Monday, 25 February 2019
Hermione Way is a new media journalist, entrepreneur and brand consultant, who was named as one of the ‘100 Most Influential Tech Women on Twitter’ by Business Insider magazine. She has worked within the tech and new media space for over a decade, embracing myriad roles, ranging from private consultancy for start ups and businesses to Head of of European Communications for Tinder. She also previously co-hosted TNW conference in Amsterdam. We talk to her about just why you need to be doing your own energetic PR online…
Nobody else has time to do your PR and marketing for you. We live in an age where everybody has their own news outlet on social media, and it’s important that you insert yourself into that and celebrate your achievements. There is so much noise online that you have to put yourself out there and be consistent about shouting about the small wins to help build your brand and your audience.
Online self-promotion isn’t about “bragging”, in the traditional sense, because people just tune out of that energy; it’s about how you position your self-generated content – and importantly it has to have a context, other than just how great you are. And if you're not bragging about yourself online, you are invisible to the world, because everything is digital these days. If someone is looking for a new employee, the first thing they – or their recruiter - is going to do is look at LinkedIn, Facebook or Twitter.
My brand revolves around technology, business and the future, with a little bit of quirkiness or fun thrown in. I've been sharing content and sparking debate for 10 years and its been relentless, but it’s a great way to get people interested in me. The people that follow me are mainly business people, CEOs and tech entrepreneurs, and once I've built up a rapport with them online they will often ask if I can help them grow their business if they're looking for someone to help them with their marketing or online brand. Every single job and client I've had in the past ten years has come through Facebook.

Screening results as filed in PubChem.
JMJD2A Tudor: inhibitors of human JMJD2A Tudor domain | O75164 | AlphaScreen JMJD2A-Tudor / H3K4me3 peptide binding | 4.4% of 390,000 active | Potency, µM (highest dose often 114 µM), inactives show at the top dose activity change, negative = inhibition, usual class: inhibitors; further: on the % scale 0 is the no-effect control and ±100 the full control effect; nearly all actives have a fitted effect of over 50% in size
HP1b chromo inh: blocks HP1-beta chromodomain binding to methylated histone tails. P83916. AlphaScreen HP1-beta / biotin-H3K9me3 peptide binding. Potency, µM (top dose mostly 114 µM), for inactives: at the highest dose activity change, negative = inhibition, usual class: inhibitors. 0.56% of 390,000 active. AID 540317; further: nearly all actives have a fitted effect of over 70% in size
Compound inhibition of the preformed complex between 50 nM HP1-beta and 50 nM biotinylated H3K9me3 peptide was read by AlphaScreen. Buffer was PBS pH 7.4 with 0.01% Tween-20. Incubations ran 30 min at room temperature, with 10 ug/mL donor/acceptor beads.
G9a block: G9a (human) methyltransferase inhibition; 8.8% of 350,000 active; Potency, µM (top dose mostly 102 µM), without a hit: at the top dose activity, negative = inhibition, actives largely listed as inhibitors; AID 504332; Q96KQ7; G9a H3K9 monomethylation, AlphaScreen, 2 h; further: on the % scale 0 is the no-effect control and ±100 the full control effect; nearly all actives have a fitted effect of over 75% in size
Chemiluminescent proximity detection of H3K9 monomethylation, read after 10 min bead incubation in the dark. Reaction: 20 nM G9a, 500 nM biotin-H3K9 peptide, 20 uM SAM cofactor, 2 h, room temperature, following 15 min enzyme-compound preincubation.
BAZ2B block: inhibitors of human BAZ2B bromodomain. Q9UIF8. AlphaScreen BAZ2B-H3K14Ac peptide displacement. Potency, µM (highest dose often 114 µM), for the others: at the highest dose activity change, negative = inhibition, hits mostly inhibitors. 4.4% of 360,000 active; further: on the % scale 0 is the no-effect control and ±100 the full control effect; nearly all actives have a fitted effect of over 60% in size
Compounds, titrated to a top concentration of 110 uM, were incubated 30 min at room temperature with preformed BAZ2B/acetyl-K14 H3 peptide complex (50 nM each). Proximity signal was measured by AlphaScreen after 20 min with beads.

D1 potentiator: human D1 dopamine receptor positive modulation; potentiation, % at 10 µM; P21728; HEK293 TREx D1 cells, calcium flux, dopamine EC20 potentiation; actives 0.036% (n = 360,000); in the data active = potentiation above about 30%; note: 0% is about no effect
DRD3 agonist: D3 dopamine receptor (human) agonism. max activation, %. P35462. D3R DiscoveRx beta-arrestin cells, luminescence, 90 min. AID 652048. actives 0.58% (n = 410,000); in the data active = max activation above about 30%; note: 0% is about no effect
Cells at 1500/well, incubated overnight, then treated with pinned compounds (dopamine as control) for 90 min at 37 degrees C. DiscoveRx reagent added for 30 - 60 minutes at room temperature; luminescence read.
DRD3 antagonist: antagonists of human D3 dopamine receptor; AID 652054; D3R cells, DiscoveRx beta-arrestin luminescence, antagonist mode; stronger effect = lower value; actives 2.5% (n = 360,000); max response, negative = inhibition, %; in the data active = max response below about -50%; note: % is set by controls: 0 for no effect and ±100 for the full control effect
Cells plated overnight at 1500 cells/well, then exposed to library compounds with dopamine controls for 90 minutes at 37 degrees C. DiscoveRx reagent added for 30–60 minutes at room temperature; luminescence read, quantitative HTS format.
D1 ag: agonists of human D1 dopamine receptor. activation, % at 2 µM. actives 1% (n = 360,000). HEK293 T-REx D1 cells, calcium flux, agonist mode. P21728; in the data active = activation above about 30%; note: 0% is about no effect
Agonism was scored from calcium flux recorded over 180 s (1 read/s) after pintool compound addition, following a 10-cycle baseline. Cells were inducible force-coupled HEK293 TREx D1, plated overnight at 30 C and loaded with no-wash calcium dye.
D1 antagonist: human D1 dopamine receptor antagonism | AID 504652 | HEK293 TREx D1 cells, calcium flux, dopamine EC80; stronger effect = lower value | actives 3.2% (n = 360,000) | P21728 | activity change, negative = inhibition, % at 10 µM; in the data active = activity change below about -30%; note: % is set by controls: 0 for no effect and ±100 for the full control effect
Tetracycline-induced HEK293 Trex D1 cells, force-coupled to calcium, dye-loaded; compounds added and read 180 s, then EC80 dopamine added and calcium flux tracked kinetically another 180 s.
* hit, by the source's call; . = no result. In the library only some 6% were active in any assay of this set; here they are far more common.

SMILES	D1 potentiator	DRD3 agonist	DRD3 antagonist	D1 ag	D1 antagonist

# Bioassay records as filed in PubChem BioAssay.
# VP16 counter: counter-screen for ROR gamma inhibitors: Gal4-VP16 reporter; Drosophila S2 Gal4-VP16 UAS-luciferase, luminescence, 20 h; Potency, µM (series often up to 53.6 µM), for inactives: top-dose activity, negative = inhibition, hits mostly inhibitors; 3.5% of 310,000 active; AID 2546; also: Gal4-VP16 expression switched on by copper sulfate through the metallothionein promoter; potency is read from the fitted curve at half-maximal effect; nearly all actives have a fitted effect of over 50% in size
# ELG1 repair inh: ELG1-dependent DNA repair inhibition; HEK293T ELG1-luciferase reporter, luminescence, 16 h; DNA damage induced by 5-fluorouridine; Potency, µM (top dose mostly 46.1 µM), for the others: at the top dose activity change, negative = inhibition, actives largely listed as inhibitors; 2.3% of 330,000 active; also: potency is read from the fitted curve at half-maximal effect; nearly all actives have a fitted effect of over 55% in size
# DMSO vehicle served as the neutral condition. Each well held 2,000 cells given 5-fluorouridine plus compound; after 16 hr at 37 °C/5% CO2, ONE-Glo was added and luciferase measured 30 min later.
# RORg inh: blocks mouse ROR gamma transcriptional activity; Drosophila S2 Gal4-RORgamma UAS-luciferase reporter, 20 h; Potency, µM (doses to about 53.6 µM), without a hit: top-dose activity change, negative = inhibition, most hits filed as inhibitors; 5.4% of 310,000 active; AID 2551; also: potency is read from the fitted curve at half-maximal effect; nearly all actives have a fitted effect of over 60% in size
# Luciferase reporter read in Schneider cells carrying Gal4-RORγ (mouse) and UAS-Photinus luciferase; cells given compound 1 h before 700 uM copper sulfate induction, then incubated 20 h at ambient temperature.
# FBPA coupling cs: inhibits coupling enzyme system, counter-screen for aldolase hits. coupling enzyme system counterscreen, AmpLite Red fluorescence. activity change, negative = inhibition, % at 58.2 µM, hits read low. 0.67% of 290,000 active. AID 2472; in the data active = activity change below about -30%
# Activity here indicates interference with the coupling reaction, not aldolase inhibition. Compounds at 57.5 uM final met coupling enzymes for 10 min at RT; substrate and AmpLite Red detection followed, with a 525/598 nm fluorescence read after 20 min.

I'm fascinated and motivated by the ways in which technology is changing society – things such as bloc chain, which is going to turn business upside down and redefine how we live. Obviously, I love fun stuff as well – I like sharing silly videos of myself, photos (if you’re scrolling through a feed, a picture is the quickest thing to jump out) or just interesting things in the flow of life. I think people tune into me because they don’t know what they're going to get, to be honest. For a long time, people have separated ‘business’ from ‘life’ and one of the things I try to do is just be one person in both, and online and off. This kind of inclusive self is something Richard Branson does well; he blogs about Virgin one day, the next, about his grandchildren. I’d say 60 percent of my clients are fearful of sharing any part of their real personality online and anything that might not be related to their business. I tell them to relax - people ultimately want to connect with humans, not brands, and you need to post things that people can relate to in order to build your profile.